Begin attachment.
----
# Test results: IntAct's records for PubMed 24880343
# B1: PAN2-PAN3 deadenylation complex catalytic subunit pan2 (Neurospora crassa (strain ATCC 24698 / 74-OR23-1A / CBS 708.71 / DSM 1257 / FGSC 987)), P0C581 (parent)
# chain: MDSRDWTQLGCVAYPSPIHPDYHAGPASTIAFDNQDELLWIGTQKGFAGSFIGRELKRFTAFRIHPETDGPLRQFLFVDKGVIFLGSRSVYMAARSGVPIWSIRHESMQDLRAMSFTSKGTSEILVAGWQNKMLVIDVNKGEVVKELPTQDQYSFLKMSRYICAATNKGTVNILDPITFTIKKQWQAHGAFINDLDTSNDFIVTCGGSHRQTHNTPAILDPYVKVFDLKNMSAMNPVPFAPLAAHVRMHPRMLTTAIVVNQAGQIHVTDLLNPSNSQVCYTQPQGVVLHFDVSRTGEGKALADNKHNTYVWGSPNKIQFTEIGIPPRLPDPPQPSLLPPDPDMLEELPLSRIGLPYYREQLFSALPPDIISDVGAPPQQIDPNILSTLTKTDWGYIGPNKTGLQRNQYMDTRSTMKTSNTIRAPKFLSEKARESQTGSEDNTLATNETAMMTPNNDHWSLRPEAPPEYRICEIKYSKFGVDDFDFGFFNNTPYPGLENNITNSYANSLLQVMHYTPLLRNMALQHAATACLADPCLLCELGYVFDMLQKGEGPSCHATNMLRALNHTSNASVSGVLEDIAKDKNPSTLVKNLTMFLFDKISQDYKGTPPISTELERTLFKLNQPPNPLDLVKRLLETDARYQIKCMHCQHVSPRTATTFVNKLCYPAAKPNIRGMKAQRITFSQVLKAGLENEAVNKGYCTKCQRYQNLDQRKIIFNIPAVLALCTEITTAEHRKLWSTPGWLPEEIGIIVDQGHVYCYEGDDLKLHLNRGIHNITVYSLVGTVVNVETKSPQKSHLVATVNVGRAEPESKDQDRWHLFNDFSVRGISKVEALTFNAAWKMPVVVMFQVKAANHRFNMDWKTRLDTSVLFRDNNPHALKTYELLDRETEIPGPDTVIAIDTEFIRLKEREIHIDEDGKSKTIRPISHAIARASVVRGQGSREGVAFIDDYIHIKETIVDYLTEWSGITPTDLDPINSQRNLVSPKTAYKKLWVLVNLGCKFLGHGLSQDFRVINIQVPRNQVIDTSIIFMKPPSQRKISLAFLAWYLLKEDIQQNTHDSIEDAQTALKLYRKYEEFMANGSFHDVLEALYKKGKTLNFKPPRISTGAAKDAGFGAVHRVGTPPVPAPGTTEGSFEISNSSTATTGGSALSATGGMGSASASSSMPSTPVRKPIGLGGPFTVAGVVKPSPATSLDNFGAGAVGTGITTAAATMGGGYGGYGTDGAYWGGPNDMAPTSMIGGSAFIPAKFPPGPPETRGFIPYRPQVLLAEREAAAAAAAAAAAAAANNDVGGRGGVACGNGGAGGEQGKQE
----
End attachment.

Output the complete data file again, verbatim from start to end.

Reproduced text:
# Test results: IntAct's records for PubMed 24880343
# B1: PAN2-PAN3 deadenylation complex catalytic subunit pan2 (Neurospora crassa (strain ATCC 24698 / 74-OR23-1A / CBS 708.71 / DSM 1257 / FGSC 987)), P0C581 (parent)
# chain: MDSRDWTQLGCVAYPSPIHPDYHAGPASTIAFDNQDELLWIGTQKGFAGSFIGRELKRFTAFRIHPETDGPLRQFLFVDKGVIFLGSRSVYMAARSGVPIWSIRHESMQDLRAMSFTSKGTSEILVAGWQNKMLVIDVNKGEVVKELPTQDQYSFLKMSRYICAATNKGTVNILDPITFTIKKQWQAHGAFINDLDTSNDFIVTCGGSHRQTHNTPAILDPYVKVFDLKNMSAMNPVPFAPLAAHVRMHPRMLTTAIVVNQAGQIHVTDLLNPSNSQVCYTQPQGVVLHFDVSRTGEGKALADNKHNTYVWGSPNKIQFTEIGIPPRLPDPPQPSLLPPDPDMLEELPLSRIGLPYYREQLFSALPPDIISDVGAPPQQIDPNILSTLTKTDWGYIGPNKTGLQRNQYMDTRSTMKTSNTIRAPKFLSEKARESQTGSEDNTLATNETAMMTPNNDHWSLRPEAPPEYRICEIKYSKFGVDDFDFGFFNNTPYPGLENNITNSYANSLLQVMHYTPLLRNMALQHAATACLADPCLLCELGYVFDMLQKGEGPSCHATNMLRALNHTSNASVSGVLEDIAKDKNPSTLVKNLTMFLFDKISQDYKGTPPISTELERTLFKLNQPPNPLDLVKRLLETDARYQIKCMHCQHVSPRTATTFVNKLCYPAAKPNIRGMKAQRITFSQVLKAGLENEAVNKGYCTKCQRYQNLDQRKIIFNIPAVLALCTEITTAEHRKLWSTPGWLPEEIGIIVDQGHVYCYEGDDLKLHLNRGIHNITVYSLVGTVVNVETKSPQKSHLVATVNVGRAEPESKDQDRWHLFNDFSVRGISKVEALTFNAAWKMPVVVMFQVKAANHRFNMDWKTRLDTSVLFRDNNPHALKTYELLDRETEIPGPDTVIAIDTEFIRLKEREIHIDEDGKSKTIRPISHAIARASVVRGQGSREGVAFIDDYIHIKETIVDYLTEWSGITPTDLDPINSQRNLVSPKTAYKKLWVLVNLGCKFLGHGLSQDFRVINIQVPRNQVIDTSIIFMKPPSQRKISLAFLAWYLLKEDIQQNTHDSIEDAQTALKLYRKYEEFMANGSFHDVLEALYKKGKTLNFKPPRISTGAAKDAGFGAVHRVGTPPVPAPGTTEGSFEISNSSTATTGGSALSATGGMGSASASSSMPSTPVRKPIGLGGPFTVAGVVKPSPATSLDNFGAGAVGTGITTAAATMGGGYGGYGTDGAYWGGPNDMAPTSMIGGSAFIPAKFPPGPPETRGFIPYRPQVLLAEREAAAAAAAAAAAAAANNDVGGRGGVACGNGGAGGEQGKQE